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Responding to deceitful conservative views

by Sarah Boumedda January 31, 2017
Responding to deceitful conservative views

Why supporting Milo Yiannopoulos is wrong and unjustified

“Facts don’t care about your feelings,” said Ben Shapiro, an American conservative political commentator, author and attorney. The same quote closed the article titled “Weighing in on a controversial book deal,” published in The Concordian on Jan. 17. Oddly enough, the opinion piece had nothing to do with facts. Nor Yiannopoulos’ book deal, actually.

The piece discussed the “silencing” of free speech—particularly right-wing, conservative speech—and used Milo Yiannopoulos’ Twitter ban as an example. Let’s use the same example to illustrate how free speech was not silenced, and how political correctness was definitely not to blame in this situation.

The tweets that preceded Yiannopoulos’ ban from the platform were directed at African-American actress Leslie Jones. She had been the victim of verbal racist attacks on Twitter after starring in the recent blockbuster reboot, Ghostbusters. This occurred a month before her website was hacked, leading to a leak of personal pictures and private information, including her phone number and Twitter password. Yiannopoulos referred to those racist attacks as “hate mail,” saying that “everyone gets [it],” reported the Independent. In other words, he was telling her to simply get over it.

Bold words, coming from a white man. As a woman of colour, I can definitely tell you that “getting over” racism isn’t easy—or possible at all.

Yiannopoulos’ statement was excusing hate speech, the hateful comments directed at Jones were somehow justified—by a flawed notion of freedom of speech—and that she was in the wrong for calling out her attackers.

It seems as though many forget that hate speech is not, in fact, free speech. We’re so quick to defend freedom of speech, yet we often forget exactly what it entails.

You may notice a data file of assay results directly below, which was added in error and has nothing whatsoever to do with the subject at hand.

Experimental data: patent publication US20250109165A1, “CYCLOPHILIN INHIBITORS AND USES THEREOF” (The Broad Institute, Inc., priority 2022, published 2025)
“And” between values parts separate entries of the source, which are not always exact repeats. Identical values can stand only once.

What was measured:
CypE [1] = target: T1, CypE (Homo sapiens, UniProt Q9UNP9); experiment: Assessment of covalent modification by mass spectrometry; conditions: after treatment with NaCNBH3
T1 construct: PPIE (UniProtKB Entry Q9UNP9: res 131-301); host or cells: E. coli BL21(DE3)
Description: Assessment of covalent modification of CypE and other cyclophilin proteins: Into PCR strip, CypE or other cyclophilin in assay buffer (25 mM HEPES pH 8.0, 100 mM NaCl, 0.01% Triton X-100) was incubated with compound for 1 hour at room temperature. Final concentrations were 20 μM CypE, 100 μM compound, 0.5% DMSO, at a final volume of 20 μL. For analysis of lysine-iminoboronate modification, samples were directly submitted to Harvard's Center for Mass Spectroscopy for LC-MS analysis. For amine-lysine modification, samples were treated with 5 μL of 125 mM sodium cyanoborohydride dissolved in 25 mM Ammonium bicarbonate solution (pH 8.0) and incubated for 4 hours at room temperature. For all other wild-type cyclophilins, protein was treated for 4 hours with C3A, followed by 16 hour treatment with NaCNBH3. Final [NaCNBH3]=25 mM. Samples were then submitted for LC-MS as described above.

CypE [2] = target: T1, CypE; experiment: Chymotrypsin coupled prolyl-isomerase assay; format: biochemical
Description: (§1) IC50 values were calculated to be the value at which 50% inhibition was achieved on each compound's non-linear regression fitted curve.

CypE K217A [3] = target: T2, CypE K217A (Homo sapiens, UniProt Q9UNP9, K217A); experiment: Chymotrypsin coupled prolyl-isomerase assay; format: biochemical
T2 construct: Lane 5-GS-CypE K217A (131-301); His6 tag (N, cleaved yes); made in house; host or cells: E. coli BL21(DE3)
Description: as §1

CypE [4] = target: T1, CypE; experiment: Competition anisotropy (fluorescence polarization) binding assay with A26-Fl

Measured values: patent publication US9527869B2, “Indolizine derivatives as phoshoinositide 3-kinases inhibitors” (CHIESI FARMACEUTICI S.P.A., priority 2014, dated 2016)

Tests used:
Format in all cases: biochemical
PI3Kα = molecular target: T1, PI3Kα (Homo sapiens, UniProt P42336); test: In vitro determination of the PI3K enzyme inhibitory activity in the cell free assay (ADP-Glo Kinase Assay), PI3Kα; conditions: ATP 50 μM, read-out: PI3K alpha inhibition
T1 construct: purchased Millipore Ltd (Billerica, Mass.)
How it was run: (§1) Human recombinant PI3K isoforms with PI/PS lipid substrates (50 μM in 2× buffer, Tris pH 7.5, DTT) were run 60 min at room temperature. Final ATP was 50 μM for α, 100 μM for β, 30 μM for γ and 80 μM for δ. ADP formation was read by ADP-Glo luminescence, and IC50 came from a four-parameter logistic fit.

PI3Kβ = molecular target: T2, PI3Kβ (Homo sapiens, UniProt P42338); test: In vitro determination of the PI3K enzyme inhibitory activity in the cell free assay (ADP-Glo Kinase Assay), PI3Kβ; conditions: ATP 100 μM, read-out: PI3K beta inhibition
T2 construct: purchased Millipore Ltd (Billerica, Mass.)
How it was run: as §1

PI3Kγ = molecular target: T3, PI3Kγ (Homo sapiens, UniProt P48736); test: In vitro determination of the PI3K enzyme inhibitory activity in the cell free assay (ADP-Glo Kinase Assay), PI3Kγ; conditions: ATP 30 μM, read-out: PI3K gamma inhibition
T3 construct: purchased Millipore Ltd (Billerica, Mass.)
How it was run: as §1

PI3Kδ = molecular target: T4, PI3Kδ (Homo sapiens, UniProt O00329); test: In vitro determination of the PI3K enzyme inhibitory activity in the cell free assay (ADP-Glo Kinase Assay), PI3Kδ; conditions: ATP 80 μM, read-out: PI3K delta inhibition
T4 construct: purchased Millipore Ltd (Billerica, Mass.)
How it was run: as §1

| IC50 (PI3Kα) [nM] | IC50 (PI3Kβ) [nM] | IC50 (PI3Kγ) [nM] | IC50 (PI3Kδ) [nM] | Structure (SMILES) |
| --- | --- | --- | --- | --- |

One of the earliest definitions of the principle dates back to the 1720s, written by British writers John Trenchard and Thomas Gordon, who used the penname Cato. They referred to freedom of speech as “the Right of Every Man, as far as by it he does not hurt and control the Right of another.” In simpler terms, freedom of speech prevails as long as one doesn’t hurt or control the rights of another.

Now, the concept of one’s rights being “hurt” by someone’s speech is rather abstract. It is clear, however, that racism does infringe one’s rights. The first article of the Universal Declaration of Human Rights states that “all human beings are born free and equal in dignity and rights,” and the second also mentions that “everyone is entitled to all the rights and freedoms set forth in this Declaration, without distinction of any kind,” including race. The twelfth article further specifies that “no one shall be subjected to […] to attacks upon his honour and reputation.” Seemingly, speech that would encourage or excuse any of these attacks, especially targeted at one’s race, would go against these rights.

It seems pretty obvious racist speech is inappropriate—and therefore, someone spreading such sentiments should be held accountable for their actions. Hate speech isn’t free speech—it’s damaging and has to be stopped.

Shutting down Yiannopoulos’ Twitter account was a justified move. Belittling racism is just as bad as spreading it. Action has to be taken against it. It isn’t a question of political correctness, where we avoid to offend, but of simple common sense and respect of another’s fundamental rights.

Graphic by Florence Yee

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